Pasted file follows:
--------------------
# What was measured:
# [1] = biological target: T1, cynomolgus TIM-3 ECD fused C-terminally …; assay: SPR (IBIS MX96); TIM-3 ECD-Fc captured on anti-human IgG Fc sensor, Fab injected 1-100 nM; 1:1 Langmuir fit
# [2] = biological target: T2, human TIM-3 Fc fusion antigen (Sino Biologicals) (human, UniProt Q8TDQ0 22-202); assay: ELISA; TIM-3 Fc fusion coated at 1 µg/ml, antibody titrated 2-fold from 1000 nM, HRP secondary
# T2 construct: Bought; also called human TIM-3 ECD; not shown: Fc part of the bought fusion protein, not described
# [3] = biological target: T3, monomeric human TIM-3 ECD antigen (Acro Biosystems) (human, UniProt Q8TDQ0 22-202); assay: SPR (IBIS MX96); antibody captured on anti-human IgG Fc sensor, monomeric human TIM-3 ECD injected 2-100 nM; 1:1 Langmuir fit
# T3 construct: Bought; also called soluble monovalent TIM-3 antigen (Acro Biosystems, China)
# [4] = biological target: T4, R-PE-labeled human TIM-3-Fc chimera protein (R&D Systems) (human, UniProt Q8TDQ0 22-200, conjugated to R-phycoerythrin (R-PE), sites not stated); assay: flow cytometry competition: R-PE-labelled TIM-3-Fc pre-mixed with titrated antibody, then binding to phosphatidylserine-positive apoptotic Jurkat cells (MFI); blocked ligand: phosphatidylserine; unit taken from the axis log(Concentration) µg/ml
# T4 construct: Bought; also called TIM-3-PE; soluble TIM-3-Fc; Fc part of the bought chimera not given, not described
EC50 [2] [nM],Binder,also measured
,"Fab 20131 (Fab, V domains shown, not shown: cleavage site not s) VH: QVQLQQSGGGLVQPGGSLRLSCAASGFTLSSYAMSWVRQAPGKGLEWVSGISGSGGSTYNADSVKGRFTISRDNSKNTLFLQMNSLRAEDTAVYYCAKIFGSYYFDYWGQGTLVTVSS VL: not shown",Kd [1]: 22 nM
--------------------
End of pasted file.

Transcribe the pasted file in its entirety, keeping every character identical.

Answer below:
# What was measured:
# [1] = biological target: T1, cynomolgus TIM-3 ECD fused C-terminally …; assay: SPR (IBIS MX96); TIM-3 ECD-Fc captured on anti-human IgG Fc sensor, Fab injected 1-100 nM; 1:1 Langmuir fit
# [2] = biological target: T2, human TIM-3 Fc fusion antigen (Sino Biologicals) (human, UniProt Q8TDQ0 22-202); assay: ELISA; TIM-3 Fc fusion coated at 1 µg/ml, antibody titrated 2-fold from 1000 nM, HRP secondary
# T2 construct: Bought; also called human TIM-3 ECD; not shown: Fc part of the bought fusion protein, not described
# [3] = biological target: T3, monomeric human TIM-3 ECD antigen (Acro Biosystems) (human, UniProt Q8TDQ0 22-202); assay: SPR (IBIS MX96); antibody captured on anti-human IgG Fc sensor, monomeric human TIM-3 ECD injected 2-100 nM; 1:1 Langmuir fit
# T3 construct: Bought; also called soluble monovalent TIM-3 antigen (Acro Biosystems, China)
# [4] = biological target: T4, R-PE-labeled human TIM-3-Fc chimera protein (R&D Systems) (human, UniProt Q8TDQ0 22-200, conjugated to R-phycoerythrin (R-PE), sites not stated); assay: flow cytometry competition: R-PE-labelled TIM-3-Fc pre-mixed with titrated antibody, then binding to phosphatidylserine-positive apoptotic Jurkat cells (MFI); blocked ligand: phosphatidylserine; unit taken from the axis log(Concentration) µg/ml
# T4 construct: Bought; also called TIM-3-PE; soluble TIM-3-Fc; Fc part of the bought chimera not given, not described
EC50 [2] [nM],Binder,also measured
,"Fab 20131 (Fab, V domains shown, not shown: cleavage site not s) VH: QVQLQQSGGGLVQPGGSLRLSCAASGFTLSSYAMSWVRQAPGKGLEWVSGISGSGGSTYNADSVKGRFTISRDNSKNTLFLQMNSLRAEDTAVYYCAKIFGSYYFDYWGQGTLVTVSS VL: not shown",Kd [1]: 22 nM